Tuesday, December 19, 2017

Why your name will often not be credited in a published newspaper article even after you were interviewed over the phone for an hour or so as the story was being researched

Some background on how New York Times  and UK Guardian and Sydney Morning Herald news articles are reported.

Reporters will be working on a story and the reporters will probably spoke to about 10-12 experts in their initial research. 

It's the way journalists at any major newspaper do their job, be it the Guardian in the UK, the NYT in the USA, The Syndney Morning Herald in Australia; the reporters call experts to get themselves educated, so that they can explain complex subjects to their readers.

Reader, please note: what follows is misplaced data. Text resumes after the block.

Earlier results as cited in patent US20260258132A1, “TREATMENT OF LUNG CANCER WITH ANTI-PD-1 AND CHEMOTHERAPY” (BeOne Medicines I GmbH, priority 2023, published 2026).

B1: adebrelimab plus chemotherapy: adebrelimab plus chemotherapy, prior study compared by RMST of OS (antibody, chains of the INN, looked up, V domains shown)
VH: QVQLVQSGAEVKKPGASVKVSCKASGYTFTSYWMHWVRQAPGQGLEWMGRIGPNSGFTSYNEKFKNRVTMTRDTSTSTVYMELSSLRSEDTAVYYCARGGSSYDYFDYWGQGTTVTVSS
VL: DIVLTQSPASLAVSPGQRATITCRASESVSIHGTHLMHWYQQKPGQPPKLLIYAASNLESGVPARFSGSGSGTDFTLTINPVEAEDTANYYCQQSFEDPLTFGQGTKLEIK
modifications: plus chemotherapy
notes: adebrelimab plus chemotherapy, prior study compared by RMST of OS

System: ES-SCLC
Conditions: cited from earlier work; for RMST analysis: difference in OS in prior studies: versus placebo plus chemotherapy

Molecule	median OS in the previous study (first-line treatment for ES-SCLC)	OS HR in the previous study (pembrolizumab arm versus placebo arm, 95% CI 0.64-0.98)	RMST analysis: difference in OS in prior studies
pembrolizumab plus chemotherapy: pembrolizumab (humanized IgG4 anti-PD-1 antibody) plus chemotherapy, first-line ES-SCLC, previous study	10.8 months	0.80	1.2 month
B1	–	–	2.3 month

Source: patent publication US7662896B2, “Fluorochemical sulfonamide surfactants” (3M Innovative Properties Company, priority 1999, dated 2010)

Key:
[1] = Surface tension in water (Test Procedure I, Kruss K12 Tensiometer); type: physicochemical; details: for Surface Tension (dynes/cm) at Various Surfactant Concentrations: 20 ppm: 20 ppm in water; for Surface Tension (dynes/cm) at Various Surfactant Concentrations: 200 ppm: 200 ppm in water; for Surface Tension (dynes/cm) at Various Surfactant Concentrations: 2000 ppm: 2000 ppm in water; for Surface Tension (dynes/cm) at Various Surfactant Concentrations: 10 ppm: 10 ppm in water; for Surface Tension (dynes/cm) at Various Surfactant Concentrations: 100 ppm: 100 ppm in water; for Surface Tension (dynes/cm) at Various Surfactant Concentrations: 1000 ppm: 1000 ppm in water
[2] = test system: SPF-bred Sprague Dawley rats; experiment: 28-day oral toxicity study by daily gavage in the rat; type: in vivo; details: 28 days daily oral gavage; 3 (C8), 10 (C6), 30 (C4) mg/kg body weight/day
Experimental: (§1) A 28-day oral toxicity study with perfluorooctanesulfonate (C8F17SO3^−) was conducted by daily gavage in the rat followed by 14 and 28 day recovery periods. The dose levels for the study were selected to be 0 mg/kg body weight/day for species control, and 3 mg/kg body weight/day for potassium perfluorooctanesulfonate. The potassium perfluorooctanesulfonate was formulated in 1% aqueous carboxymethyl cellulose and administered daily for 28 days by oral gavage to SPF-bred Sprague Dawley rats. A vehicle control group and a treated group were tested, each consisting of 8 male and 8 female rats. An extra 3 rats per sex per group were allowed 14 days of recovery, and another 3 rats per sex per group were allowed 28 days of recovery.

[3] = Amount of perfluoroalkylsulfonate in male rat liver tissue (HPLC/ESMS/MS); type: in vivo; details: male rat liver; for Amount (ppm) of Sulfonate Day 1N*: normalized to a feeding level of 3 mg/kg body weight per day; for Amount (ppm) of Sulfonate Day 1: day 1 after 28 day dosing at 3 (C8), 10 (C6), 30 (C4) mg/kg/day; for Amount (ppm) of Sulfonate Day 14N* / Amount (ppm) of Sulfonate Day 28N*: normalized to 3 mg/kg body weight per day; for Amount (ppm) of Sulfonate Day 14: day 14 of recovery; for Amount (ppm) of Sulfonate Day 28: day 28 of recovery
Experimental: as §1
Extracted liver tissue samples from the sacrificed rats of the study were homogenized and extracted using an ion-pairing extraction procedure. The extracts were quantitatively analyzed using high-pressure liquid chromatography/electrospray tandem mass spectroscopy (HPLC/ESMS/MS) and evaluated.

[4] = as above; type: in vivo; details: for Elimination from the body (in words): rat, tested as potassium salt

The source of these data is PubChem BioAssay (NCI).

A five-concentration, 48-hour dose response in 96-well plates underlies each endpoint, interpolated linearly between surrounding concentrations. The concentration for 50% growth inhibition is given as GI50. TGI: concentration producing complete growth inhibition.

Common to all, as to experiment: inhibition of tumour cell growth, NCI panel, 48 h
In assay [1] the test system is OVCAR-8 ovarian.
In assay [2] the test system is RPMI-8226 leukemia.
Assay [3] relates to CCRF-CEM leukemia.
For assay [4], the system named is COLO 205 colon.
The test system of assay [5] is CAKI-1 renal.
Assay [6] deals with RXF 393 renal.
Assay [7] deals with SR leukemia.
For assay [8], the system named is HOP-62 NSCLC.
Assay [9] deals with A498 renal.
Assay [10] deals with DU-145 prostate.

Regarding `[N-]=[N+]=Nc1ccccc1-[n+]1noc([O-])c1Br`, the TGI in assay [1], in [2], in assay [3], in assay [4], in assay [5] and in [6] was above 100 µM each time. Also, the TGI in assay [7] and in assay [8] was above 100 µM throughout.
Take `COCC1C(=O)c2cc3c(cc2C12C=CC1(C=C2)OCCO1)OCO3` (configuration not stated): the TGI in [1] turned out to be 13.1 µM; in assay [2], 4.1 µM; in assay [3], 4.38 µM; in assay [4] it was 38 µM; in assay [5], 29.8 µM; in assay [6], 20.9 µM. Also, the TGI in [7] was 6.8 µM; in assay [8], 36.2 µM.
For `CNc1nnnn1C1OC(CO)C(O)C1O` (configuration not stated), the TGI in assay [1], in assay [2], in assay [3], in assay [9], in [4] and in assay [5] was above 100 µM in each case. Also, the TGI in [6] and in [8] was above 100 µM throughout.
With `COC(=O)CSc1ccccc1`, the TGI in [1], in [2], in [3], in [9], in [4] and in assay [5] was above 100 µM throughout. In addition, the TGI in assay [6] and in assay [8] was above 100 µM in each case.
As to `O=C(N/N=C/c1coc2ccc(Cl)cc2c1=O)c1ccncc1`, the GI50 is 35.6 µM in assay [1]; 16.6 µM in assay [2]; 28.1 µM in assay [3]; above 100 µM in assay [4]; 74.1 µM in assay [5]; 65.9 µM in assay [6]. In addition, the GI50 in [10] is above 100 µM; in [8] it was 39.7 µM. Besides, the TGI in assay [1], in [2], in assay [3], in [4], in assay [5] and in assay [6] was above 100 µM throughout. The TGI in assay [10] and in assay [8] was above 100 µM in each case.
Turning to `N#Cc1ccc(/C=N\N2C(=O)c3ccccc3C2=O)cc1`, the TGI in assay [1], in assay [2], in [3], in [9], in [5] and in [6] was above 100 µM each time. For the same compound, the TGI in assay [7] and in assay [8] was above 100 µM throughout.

It is important to emphasize that reporters at major newspapers don't do ''quid pro quos'' with the people they interview. While it's great to quote an expert or academic or novelist or anyone, not even God, no expert is ever guaranteed a quote or a citation.

Just think: Have you ever seen a footnote in a newspaper article? No, never. Footnotes are for academic journal articles and books.  

There are plenty of academics working on a large list of subjects and topics that reporters rountinely like to chat with to do their initial research. But no credit of the expert's name or his or her recent books or internet hot links are ever guaranteed in the final published news article. That's the nature of journalism, always have been, always will be.

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